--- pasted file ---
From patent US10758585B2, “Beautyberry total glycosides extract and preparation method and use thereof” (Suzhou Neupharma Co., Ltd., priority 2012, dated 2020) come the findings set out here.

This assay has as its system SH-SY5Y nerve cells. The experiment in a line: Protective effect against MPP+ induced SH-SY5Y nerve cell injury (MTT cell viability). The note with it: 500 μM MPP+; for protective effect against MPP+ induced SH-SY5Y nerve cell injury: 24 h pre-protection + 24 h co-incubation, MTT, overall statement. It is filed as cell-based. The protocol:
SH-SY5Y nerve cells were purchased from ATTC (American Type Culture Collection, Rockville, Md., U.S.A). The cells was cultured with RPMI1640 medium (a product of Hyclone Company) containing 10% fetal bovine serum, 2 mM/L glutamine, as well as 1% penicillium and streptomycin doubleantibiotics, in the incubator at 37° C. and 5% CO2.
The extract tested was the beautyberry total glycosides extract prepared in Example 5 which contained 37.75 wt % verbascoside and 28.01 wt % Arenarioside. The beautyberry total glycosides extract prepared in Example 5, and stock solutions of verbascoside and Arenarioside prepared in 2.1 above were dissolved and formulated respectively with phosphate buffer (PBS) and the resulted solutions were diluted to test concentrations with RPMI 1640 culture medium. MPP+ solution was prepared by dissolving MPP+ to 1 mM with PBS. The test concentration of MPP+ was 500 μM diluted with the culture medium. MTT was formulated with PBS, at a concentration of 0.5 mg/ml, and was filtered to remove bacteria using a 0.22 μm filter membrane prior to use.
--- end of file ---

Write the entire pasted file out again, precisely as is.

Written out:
From patent US10758585B2, “Beautyberry total glycosides extract and preparation method and use thereof” (Suzhou Neupharma Co., Ltd., priority 2012, dated 2020) come the findings set out here.

This assay has as its system SH-SY5Y nerve cells. The experiment in a line: Protective effect against MPP+ induced SH-SY5Y nerve cell injury (MTT cell viability). The note with it: 500 μM MPP+; for protective effect against MPP+ induced SH-SY5Y nerve cell injury: 24 h pre-protection + 24 h co-incubation, MTT, overall statement. It is filed as cell-based. The protocol:
SH-SY5Y nerve cells were purchased from ATTC (American Type Culture Collection, Rockville, Md., U.S.A). The cells was cultured with RPMI1640 medium (a product of Hyclone Company) containing 10% fetal bovine serum, 2 mM/L glutamine, as well as 1% penicillium and streptomycin doubleantibiotics, in the incubator at 37° C. and 5% CO2.
The extract tested was the beautyberry total glycosides extract prepared in Example 5 which contained 37.75 wt % verbascoside and 28.01 wt % Arenarioside. The beautyberry total glycosides extract prepared in Example 5, and stock solutions of verbascoside and Arenarioside prepared in 2.1 above were dissolved and formulated respectively with phosphate buffer (PBS) and the resulted solutions were diluted to test concentrations with RPMI 1640 culture medium. MPP+ solution was prepared by dissolving MPP+ to 1 mM with PBS. The test concentration of MPP+ was 500 μM diluted with the culture medium. MTT was formulated with PBS, at a concentration of 0.5 mg/ml, and was filtered to remove bacteria using a 0.22 μm filter membrane prior to use.